Sunnybrook and Women’s College Health Sciences Centre recently opened the doors of a multi-disciplinary memory clinic. The clinic assesses outpatients with a wide range of cognitive impairments using a combined diagnostic approach from three disciplines: geriatric psychiatry, geriatric medicine and cognitive neurology. The principal consultants who developed and run the clinic are Dr. Sandra Black, head of neurology, Dr. Heather MacDonald, geriatrician and medical director, Aging & Veterans, and Dr. Nathan Herrmann, head of geriatric psychiatry.
The clinic was primarily designed as a teaching tool for geriatric psychiatry, geriatric medicine, and cognitive neurology trainees. The trainees receive guidance from the three principal consultants, gain practical experience in managing patients with cognitive impairment, and learn about cognitive disorders from all three perspectives at once. “It is a very holistic approach to the assessment and management of dementia,” says Dr. Heather MacDonald. “Dementia is a multi-faceted illness, so the clinic was created to provide a unique educational environment for training physicians in Neurosciences, as well as an environment where patients will benefit from the specialties working together.”
The Multi-Disciplinary Memory Clinic is open on Mondays and has run weekly since mid October at the E2 Ambulatory Medicine Clinic area. New patients are assessed every week. They are referred to the clinic by physicians who require recommendations in the diagnosis and treatment of dementia, a disorder characterized by progressive cognitive difficulties that affect daily behaviour and functioning. In keeping with the more specialized nature of the clinic, the patients have more complicated dementias. They are likely to have other medical and psychiatric illnesses at the same time, or rare forms of dementia. The clinic sees three patients at each session.
The consultation begins with an interview and a questionnaire for the family or caregiver. This is followed by a physical exam and a detailed, standardized mental status exam, which looks at a number of areas of brain functionÑmemory, language, visual-spatial abilities, judgement. Once the assessment is complete, a case conference is held, where each case is reviewed by three trainees and three consulting doctors. Each resident presents their findings to the group, followed by discussion and a visit to the patient by the group. The results of the case conference are discussed with patients on the spot and recommendations are provided to the referring physicians with arrangements made for further follow-up as needed. The involvement of a social worker from S&W Specialized Geriatric Services provides families and patients with direction to supports and resources in the community.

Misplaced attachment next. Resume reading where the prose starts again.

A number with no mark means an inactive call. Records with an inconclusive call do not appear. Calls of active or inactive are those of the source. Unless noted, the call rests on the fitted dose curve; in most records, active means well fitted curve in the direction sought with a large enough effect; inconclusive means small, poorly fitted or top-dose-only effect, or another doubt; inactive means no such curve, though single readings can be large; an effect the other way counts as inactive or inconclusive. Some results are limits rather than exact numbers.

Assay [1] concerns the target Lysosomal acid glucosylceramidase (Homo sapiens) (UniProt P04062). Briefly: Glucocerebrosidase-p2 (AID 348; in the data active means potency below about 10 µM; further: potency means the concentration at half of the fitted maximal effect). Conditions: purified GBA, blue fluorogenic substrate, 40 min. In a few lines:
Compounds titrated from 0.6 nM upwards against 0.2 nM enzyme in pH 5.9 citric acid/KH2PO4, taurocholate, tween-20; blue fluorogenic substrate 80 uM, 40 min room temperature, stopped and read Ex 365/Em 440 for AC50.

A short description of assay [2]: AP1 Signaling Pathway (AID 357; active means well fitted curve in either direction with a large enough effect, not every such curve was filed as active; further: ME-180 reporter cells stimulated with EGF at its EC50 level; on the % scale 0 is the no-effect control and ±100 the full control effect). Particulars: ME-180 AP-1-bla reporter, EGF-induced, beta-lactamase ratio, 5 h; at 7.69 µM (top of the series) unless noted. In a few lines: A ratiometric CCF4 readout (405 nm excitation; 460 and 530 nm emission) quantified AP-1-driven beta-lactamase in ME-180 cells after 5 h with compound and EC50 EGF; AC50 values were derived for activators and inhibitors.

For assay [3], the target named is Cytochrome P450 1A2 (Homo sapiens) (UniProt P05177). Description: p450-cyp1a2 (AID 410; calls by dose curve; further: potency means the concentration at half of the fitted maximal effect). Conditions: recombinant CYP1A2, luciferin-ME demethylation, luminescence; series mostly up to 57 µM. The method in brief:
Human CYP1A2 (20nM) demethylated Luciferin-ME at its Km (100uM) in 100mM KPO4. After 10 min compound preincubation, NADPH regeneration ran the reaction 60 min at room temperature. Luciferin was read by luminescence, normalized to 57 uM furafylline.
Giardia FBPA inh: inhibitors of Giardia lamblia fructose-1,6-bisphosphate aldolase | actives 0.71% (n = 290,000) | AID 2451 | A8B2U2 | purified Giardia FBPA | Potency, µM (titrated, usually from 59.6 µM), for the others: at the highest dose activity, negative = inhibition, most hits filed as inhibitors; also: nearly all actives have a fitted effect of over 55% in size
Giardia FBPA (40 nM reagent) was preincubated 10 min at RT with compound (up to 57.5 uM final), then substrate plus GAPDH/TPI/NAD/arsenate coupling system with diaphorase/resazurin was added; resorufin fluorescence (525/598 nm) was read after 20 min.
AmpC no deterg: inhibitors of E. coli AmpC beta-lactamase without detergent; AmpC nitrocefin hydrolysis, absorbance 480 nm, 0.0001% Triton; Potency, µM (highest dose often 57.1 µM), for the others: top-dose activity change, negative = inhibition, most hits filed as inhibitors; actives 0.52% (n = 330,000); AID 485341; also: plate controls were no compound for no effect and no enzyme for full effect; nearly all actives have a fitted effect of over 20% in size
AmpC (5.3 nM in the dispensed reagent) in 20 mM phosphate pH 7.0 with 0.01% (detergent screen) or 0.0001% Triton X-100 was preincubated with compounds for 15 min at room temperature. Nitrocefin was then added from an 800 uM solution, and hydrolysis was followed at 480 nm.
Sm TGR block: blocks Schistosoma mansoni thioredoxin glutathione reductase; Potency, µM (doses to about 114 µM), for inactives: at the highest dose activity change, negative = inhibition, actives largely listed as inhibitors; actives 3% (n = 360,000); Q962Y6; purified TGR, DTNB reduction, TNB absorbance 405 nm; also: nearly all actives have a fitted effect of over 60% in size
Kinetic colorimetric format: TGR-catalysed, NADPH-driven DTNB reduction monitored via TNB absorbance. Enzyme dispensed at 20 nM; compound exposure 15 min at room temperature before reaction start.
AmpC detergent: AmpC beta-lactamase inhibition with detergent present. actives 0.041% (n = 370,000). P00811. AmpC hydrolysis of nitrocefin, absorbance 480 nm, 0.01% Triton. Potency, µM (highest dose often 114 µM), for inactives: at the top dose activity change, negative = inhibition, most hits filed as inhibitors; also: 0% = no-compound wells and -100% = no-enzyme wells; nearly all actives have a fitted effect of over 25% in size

The clinic is special because it is very unusual for all three disciplines (geriatric psychiatry, geriatric medicine, and cognitive neurology) to work together collaboratively in real time, and also because of the immediacy of the feedback to the patient. Dr. Sandra Black says, “We felt that this could be a more efficient way of diagnosing patients and reduce the duplication that patients experience when visiting physicians in different specialties at different times. It is a special clinic because the patient gets three consultations all at once with feedback right away. There is a synthesis that comes with having people problem-solving together. When the group gets back together, all the input becomes relevant.”
Dr. Herrmann agrees: “It is certainly an incredible learning opportunity for residents in these disciplines. They see people thinking on their feet and get to participate too.” Residents are given experience in administering cognitive tests, making immediate decisions and presenting their findings concisely to other physicians. “The situation is a bit more formal than what they might be used to on rounds because they must put themselves out there and state their diagnosis to a group of their peers and mentors,” says Dr. Black. “It is always a mutually respectful group, but there is also room for debate. Residents must decide what decisions they will fight for and what they won’t. It is during the discussion of diagnoses that residents pick up on things they might not have considered otherwise. They come away more appreciative of the perspectives.”